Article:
The CW Holds On To '90210'; Will Critics And Viewers Let Go?

In the TV marketing game, CW is doing the poker-playing equivalent of going "all in" when it comes to handling "90210."

The CW, in a shrewd and perhaps daring marketing move, is withholding the premiere "screener" of the highly anticipated sequel to the famed Fox Network show, whose success or failure may take the troubled network along the same direction.

The network's logic is that it wants to release the series premiere episode on 9-02 (as in 90210) so the whole world can get the full brunt of the highly anticipated premiere at the same time. The CW's aim is to give the series a big initial push for higher ratings and sampling, which, in turn, will bring people back the next week.

But reading between the lines gives TV critics obvious food for thought: Does the show already have problems?

In CW's way isn't just the wrath of TV critics, who have already gone through this summer with just a scant number of TV screeners for the new fall season, but those entrepreneurial Web-minded TV spoilers who will find ways to copy that episode and put it online.

Consider what happened with "Gossip Girl" -- CW's prized, but not highly rated, new show of a year ago. CW held back official online viewing of the show because this viewing, as well as the rash of illegal copies already floating around the Internet, was hurting the traditional TV viewing of the show.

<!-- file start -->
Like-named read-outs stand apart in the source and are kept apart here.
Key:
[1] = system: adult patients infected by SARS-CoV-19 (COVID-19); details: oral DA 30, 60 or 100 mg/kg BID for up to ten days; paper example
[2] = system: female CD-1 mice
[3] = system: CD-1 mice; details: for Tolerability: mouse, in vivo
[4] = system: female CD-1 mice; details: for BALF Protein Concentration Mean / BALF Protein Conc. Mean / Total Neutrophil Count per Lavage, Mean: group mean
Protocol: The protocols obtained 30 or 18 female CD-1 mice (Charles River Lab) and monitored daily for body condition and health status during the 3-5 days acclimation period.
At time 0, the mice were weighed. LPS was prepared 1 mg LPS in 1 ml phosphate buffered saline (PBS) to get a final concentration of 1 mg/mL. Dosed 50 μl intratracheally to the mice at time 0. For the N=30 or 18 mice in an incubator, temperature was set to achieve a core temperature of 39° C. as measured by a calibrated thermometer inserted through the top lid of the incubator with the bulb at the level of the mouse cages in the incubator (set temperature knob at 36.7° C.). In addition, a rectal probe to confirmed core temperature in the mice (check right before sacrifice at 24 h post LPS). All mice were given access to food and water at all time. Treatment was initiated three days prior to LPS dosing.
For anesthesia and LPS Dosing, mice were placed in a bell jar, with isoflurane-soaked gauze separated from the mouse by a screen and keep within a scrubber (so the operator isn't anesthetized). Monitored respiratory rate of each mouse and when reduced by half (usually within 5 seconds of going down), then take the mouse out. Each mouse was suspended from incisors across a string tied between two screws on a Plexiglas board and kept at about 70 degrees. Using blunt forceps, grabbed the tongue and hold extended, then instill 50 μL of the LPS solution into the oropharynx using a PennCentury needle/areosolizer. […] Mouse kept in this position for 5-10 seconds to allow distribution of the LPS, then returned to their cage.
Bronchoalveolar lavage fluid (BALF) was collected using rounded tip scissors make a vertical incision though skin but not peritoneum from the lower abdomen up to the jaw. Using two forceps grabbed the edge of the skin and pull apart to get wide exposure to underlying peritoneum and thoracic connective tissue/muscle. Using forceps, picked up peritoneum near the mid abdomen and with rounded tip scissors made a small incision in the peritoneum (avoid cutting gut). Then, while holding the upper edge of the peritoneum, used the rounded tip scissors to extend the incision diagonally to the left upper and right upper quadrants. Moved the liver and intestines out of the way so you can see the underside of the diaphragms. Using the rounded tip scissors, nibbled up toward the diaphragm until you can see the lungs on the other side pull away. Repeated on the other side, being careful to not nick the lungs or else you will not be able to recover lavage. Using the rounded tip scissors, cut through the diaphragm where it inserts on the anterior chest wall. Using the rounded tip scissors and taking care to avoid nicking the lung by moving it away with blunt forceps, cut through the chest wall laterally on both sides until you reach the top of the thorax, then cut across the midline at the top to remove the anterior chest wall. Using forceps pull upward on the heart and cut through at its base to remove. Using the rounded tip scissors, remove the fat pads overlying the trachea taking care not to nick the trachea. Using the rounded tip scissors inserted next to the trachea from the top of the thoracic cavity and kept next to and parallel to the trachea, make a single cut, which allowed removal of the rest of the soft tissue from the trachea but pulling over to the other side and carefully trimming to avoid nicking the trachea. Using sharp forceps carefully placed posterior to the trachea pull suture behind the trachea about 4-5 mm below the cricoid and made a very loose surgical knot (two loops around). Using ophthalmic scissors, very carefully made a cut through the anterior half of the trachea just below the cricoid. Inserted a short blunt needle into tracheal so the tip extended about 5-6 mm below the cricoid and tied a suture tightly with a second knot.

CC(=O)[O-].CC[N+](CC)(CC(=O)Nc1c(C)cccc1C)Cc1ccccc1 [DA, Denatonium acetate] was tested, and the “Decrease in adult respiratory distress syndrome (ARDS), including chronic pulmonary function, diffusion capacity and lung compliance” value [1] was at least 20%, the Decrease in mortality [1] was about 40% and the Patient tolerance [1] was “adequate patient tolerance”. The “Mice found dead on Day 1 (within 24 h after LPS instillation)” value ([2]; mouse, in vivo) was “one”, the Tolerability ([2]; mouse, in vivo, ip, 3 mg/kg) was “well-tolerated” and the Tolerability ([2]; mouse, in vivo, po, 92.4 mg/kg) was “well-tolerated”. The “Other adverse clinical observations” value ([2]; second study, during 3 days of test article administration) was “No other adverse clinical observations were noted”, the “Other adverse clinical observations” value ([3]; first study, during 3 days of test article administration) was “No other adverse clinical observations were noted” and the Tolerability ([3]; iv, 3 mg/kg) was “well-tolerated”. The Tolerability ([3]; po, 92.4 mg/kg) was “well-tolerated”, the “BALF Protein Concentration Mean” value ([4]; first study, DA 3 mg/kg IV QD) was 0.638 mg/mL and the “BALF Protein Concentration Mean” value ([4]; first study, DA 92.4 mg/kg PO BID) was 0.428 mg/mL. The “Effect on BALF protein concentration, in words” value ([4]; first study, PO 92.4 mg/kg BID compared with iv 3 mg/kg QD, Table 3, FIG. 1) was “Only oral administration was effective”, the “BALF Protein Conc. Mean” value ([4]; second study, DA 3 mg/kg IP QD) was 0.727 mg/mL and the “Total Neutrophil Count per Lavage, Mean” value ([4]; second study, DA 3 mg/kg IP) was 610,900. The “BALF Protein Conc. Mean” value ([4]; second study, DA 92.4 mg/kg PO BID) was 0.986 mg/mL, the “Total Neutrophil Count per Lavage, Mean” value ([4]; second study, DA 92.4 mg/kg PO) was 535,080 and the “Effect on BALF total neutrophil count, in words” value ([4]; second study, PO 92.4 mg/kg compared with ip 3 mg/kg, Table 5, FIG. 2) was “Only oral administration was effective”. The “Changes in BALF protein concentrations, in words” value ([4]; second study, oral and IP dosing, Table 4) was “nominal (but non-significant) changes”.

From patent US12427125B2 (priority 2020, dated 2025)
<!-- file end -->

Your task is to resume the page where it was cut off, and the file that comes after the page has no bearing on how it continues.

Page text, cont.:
But CW relented, realizing this activity wasn't going to stop. It at least wanted to get a piece of the action on its own Web area, in terms of online advertising revenue -- modest though those sales are.

The "all-in" bet goes like this: Now, TV critics will be harder on the show when it comes out. CW is betting one of two things will happen ---that it won't make a difference, and the show will get higher ratings anyway. Or, more remote possibility: TV critics will love it, and will get high ratings as well.

Of course there is the third option: TV critics will snub the show, and viewers will shrug their shoulders and deliver microscopic Nielsen metrics. All of which would elicit one socially appropriate, less-than-euphoric response for CW's core viewers: OMFG



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